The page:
The communication gap between Taylor and commuters
By Jessica L. Lehman | Contributor
A few weeks ago, a friend and I were in her room doing homework. Seeing someone’s dorm room always interests me because I commute and have never lived on campus.
On her chair lay a white towel with the Taylor University logo and a Bible verse on it.
“Where did you get that towel?” I asked.
“Everyone gets one when they’re a freshman,” she said.
I never got one, and I’m a sophomore.
Taylor isn’t the best at providing information to commuters. Every student gets a handbook with a section on resident life. But there’s nothing about commuter life. I don’t know who to go to when I have a question or problem, and I usually end up pestering my friends (who might not know the answer) or just making do without an answer.
So I didn’t know what to do about the towel. I didn’t know where residents got theirs from, so I didn’t know where to get mine. Was it the PA, DA or hall director? Since I’m not a resident, would I have to go to someone else? Maybe the campus bookstore or admissions?
Or maybe I should wait and see if I get it accidentally. That’s what happened with my mailbox. At the beginning of my freshman year, a friend happened to mention, “You have a mailbox at the campus post office. All commuters do.”
If he hadn’t given me that off-handed bit of news, would I ever have found out about my mailbox? Maybe the mail (mostly brochures) would’ve piled up so much the post office workers would decide that student must not even attend Taylor.
Before starting my freshman year, the DC told me I could buy 15 or 25 meals to use whenever I wanted, whether I ate at the DC 10 times a week or once a week, and I could buy more meals as I needed them. But the housing department told me if I wanted to eat at the DC I had to eat a certain number of meals there each week. Confused, I contacted the housing director. She confirmed that, yes, I actually could do the first option and, yes, this is a communication problem.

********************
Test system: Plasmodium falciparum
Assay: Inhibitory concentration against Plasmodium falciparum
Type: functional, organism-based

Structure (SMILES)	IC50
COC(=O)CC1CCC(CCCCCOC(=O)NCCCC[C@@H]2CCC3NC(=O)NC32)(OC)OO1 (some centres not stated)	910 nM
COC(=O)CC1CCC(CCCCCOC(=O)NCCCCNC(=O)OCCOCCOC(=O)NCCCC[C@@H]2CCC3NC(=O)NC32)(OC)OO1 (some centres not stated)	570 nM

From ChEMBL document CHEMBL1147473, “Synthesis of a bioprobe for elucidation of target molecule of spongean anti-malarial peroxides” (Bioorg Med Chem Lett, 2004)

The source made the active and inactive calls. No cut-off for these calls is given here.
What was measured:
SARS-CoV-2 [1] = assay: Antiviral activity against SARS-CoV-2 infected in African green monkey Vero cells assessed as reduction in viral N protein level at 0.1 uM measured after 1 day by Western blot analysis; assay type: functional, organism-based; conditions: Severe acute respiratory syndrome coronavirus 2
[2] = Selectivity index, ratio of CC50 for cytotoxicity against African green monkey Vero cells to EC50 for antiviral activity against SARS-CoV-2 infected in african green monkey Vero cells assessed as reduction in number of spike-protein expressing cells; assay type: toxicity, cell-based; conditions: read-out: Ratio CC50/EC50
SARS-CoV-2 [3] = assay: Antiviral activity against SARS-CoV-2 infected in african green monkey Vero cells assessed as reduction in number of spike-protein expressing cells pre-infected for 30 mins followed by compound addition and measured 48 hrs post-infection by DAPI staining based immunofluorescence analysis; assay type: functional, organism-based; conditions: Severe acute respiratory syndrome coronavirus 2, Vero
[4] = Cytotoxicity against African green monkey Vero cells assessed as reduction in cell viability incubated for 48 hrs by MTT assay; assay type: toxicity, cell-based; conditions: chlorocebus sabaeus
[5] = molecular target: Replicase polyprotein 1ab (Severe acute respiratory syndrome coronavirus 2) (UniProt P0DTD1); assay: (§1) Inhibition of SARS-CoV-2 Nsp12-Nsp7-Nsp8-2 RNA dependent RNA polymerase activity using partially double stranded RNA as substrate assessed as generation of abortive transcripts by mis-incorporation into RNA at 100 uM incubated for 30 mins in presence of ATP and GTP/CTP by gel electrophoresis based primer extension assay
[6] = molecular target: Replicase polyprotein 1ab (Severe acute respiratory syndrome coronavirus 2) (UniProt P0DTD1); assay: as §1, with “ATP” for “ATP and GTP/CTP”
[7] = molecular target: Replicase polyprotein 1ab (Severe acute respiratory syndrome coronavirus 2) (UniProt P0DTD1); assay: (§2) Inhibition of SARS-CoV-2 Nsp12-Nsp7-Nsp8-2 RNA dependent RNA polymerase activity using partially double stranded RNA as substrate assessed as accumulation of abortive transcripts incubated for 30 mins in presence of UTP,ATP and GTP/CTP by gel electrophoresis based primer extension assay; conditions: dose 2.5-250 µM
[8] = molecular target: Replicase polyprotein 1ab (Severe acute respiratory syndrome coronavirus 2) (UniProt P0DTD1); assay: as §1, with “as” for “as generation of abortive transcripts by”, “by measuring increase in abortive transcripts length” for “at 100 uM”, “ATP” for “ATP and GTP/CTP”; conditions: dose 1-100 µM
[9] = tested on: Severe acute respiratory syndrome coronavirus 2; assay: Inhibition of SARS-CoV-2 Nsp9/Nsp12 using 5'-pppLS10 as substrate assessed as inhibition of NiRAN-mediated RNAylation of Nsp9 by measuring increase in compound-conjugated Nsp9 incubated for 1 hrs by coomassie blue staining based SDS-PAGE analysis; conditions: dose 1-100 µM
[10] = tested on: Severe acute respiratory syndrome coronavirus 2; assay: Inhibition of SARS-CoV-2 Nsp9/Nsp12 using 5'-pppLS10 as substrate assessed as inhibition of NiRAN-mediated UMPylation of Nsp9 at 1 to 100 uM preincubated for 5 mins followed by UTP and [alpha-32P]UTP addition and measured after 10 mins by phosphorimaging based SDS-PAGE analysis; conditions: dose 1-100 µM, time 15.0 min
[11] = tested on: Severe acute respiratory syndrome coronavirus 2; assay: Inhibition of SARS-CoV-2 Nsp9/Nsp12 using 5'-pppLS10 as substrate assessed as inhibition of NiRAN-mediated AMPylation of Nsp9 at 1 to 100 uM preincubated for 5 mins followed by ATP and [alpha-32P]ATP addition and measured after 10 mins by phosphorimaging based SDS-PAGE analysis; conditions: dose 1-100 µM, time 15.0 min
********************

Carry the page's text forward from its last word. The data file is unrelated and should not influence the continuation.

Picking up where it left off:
I don’t know if my problems are universal to Taylor commuters. Maybe there are meetings that explain these very things to commuters. But when you live at home, you can’t attend every meeting and out-of-class activity.
Perhaps Taylor could add a section to the handbook on commuting, outlining everything a commuter would need to know. Or create a new student leadership position—a commuter assistant who would always be available (by email probably) to answer questions or at least know where to go to get answers. I’m still searching for that towel, but an Echo article earlier this year about a commuter scholarship program, as well as a conversation I had with Shawnda Freer, gave me hope that future commuters won’t have these problems.
Just because commuters live outside the Loop doesn’t mean they should be left out of the loop.